Australian media executives disagree about almost everything but there was one issue in 2019 where there was no contest: regional media companies are in serious trouble.
Most news organisations have felt the corporate purse strings tighten this year after one of the worst periods in advertising spend many sales executives have seen in decades. A severe drought and raging bushfires across the country has exacerbated this even further in the bush.
Yet regional and local media has been on its knees for years, cutting staff and reducing services, and now it is being kicked while it’s already down.
Since 2009 there has been about a 15 per cent decline in local and regional mastheads, or about 106 closures, the Australian Competition and Consumer Commission found in its final report into the impact of tech giants Facebook and Google on news organisations.
The hollowing out of the regional newsrooms should be a concern for everyone regardless of whether they live in the city or in the bush. The Newcastle Herald, one of the biggest of the regional city papers, has been the powerhouse behind multiple major investigations including a 2013 Gold Walkley-winning series on child sexual abuse in the Catholic Church by Joanne McCarthy. This reporting helped prompt a NSW inquiry and a royal commission into the issue and is one example of the type of journalism that benefits us all.
The competition watchdog has warned the trend of local and regional newspaper closures is “likely to continue”, adding it would represent a significant loss of public interest journalism that would “seriously undermine” the accountability of local government and public institutions.
“Recent international research has demonstrated that declines in local media coverage directly contribute to less efficient administration of local government, less active civic engagement and reduced competition for local government office,” the ACCC found.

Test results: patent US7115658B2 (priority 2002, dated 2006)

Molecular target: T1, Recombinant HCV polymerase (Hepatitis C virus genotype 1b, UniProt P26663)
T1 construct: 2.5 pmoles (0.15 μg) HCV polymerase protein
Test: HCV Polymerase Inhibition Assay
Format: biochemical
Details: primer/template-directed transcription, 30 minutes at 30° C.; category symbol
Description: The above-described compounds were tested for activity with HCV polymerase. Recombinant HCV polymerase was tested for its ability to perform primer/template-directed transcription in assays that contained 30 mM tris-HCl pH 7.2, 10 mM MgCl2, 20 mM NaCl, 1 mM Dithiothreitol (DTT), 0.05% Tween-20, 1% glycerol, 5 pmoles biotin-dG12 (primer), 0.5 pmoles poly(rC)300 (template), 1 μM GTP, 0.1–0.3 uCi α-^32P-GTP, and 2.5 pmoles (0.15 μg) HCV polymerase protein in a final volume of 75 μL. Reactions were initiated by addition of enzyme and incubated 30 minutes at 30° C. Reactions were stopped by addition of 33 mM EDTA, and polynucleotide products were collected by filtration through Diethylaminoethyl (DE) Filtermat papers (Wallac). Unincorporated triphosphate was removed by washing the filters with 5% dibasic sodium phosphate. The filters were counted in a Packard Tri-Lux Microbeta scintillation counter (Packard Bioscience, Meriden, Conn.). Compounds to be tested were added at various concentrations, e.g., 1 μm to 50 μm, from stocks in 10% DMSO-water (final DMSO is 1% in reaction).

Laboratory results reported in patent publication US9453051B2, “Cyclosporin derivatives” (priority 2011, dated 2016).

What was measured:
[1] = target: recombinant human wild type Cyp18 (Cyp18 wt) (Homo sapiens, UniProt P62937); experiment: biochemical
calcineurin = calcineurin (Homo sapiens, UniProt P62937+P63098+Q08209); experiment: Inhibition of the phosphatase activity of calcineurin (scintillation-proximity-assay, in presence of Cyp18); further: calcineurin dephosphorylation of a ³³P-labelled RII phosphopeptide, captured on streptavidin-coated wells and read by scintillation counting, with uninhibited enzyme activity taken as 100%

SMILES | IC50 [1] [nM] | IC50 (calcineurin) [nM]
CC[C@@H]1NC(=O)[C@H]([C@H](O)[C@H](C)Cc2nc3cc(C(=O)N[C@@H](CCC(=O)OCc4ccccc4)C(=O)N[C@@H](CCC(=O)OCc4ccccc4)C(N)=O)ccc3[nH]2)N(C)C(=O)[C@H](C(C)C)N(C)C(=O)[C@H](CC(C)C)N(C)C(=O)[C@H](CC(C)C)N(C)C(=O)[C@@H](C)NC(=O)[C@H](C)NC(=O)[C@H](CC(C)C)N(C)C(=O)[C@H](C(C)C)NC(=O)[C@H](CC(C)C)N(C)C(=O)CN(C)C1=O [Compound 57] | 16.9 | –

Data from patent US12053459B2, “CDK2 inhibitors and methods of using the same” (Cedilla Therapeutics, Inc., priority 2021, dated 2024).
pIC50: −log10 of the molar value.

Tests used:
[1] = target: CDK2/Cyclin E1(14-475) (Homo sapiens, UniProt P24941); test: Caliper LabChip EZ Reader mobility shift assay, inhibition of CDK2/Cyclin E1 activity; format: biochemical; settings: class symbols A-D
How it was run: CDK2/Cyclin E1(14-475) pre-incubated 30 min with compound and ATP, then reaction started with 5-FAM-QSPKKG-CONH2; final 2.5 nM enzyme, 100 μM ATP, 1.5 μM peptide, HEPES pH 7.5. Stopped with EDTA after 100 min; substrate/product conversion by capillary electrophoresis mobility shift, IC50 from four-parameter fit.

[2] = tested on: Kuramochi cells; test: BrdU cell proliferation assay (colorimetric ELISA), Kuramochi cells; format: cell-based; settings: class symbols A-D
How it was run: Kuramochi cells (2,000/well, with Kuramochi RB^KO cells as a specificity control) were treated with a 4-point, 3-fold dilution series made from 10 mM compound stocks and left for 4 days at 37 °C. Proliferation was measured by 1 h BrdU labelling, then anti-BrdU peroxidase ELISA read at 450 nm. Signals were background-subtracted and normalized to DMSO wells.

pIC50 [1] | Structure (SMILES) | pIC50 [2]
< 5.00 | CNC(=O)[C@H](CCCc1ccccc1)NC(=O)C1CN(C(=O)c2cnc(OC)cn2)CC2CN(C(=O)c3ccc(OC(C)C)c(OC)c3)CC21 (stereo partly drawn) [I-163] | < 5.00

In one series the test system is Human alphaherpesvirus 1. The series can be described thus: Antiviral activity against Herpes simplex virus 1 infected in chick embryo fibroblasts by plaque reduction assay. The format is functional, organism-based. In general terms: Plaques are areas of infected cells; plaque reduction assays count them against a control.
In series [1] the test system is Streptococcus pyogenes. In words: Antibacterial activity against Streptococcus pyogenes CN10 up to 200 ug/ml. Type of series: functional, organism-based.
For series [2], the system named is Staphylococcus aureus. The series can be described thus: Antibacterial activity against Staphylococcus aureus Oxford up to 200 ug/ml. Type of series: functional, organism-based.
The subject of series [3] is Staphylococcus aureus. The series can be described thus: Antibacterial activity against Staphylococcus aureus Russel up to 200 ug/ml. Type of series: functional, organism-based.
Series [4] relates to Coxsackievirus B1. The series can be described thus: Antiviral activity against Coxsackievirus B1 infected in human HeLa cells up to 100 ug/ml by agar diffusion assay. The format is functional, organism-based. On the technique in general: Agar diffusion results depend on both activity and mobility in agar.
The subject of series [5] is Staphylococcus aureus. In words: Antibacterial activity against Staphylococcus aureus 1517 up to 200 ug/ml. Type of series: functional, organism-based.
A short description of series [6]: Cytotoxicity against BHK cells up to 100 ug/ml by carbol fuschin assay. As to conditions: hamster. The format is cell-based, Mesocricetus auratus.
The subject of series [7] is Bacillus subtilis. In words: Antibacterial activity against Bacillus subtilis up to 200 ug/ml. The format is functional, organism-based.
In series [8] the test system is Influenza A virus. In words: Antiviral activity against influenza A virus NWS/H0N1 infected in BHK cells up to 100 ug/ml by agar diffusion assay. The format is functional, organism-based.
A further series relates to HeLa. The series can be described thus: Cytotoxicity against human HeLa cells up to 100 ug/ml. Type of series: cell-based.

There is a widening gap between people living in the bush and in the cities and 21 local government areas are now without a newspaper.
News Corp closed two regional Quest titles in Queensland this year, and has looked at selling its regional newspaper arm. Nine Entertainment Co sold regional newspaper division Australian Community Media to Antony Catalano in mid-2019, who has since described the sector as being in a “crisis”.
However, the biggest shock for many in the industry came when Bermuda-based billionaire Bruce Gordon-backed WIN TV slashed multiple NSW and Queensland newsrooms in June citing financial pressures making it difficult to justify keeping reporters and production staff in these areas.
“It must be really tough if he has allowed that to happen,” one media executive said in the hour before the news was publicly revealed, after initially expressing disbelief that Gordon was making such significant cutbacks.
The current sufferings of regional media is a classic case of market failure. But there is no easy answer about what intervention, if any, will be able to fix the problem.
Google, grants and government
Most of media in 2019 was focused on how the competition watchdog, and then the government, would act on the issues of the digital behemoths and their dominance in digital advertising.
One of the recommendations the government has agreed to is for a targeted grants program, particularly for local government and courts, totalling about $50 million a year.